Officials in the Bush administration systematically broke election laws by using a political office inside the White House for campaign purposes, a federal investigation has found.

In a report (PDF) released Monday, the Office of Special Counsel said staffers in the Bush-era White House Office of Political Affairs violated the Hatch Act by using taxpayers' money to run parts of the Republican campaign out of the White House in the mid-term elections of 2006.

"As the 2006 elections drew nearer, OPA became a partisan political organization," the report states, noting that "OPA was essentially an extension of the [Republican National Committee] in the White House."

The report alleged that OPA staffers held campaign-oriented meetings during work hours, encouraged federal employees to participate in Republican events, and coordinated administration business trips with political events around the country -- all apparent violations of a 1939 law that seeks to keep party politics out of the executive branch of government.

The report said it could not "pinpoint" the exact moment the Bush-era OPA became a "political boiler room" for Republicans, but

OPA engaged in a significant amount of political activity during the 2006 midterm election cycle, such as: conducting partisan political briefings for agency personnel; developing and managing lists of targeted Republicans in upcoming elections; coordinating the travel of high-level agency political appointees to events with targeted Republican campaigns; interfacing and strategizing with the RNC, NRCC, and other political groups; suggesting participation in 72-hour deployment efforts; tracking the results of such volunteer efforts; and tracking money raised at fundraisers attended by administration officials.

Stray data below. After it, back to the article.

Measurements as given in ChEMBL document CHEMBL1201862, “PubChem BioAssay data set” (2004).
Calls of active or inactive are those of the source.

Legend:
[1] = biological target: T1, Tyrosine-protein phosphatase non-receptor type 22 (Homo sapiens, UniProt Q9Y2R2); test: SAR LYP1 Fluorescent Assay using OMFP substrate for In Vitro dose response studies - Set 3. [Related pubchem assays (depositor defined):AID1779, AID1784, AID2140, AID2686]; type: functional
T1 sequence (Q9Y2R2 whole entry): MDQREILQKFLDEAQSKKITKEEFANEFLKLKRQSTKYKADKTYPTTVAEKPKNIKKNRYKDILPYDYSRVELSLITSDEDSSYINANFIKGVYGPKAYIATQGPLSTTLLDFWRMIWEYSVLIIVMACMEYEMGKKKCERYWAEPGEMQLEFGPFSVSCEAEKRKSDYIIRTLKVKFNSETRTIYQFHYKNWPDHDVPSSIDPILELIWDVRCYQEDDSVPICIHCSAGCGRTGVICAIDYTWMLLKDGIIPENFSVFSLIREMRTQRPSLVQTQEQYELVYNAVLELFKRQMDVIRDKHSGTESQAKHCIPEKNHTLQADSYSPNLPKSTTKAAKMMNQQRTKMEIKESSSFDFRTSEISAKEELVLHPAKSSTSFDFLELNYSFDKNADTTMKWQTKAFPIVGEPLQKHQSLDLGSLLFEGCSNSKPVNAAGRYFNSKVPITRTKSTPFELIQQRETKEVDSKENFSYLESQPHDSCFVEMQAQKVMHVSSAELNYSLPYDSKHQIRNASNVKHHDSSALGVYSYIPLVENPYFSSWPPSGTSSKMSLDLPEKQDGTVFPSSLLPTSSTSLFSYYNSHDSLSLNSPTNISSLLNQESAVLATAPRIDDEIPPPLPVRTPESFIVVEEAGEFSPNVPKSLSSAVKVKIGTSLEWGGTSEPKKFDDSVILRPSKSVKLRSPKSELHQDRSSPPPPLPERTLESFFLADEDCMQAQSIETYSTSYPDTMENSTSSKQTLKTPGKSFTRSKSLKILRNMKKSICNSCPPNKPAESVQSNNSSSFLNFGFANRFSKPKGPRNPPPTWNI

The OSC report stopped short of recommending penalties for Bush staffers. While Politico reports that criminal charges are possible in Hatch Act violations, the OSC website recommends "removal" of employees who violate the law, or 30-day suspensions for lesser violations.

The report recommended that "OPA employees should avoid engaging in political activities to prevent it from transforming from an official government office into a partisan political operation. Foremost, individuals employed by a political party or partisan political group should never be permitted to operate out of government offices."

Whether by coincidence or not, the Obama administration announced last week that it would be shutting down its own Office of Political Affairs in the White House, and moving some staff to Chicago to be part of Obama's 2012 re-election campaign.

The New York Times described Obama's plan to keep his re-election team away from Washington as "a first for a modern-day presidential re-election campaign."

Whether that move was meant to be a reaction to the OSC report, or whether the Obama administration simply concluded that the White House doesn't require a political affairs office, is unclear: White House staffers would not discuss the matter with the press on Monday, Politico reported.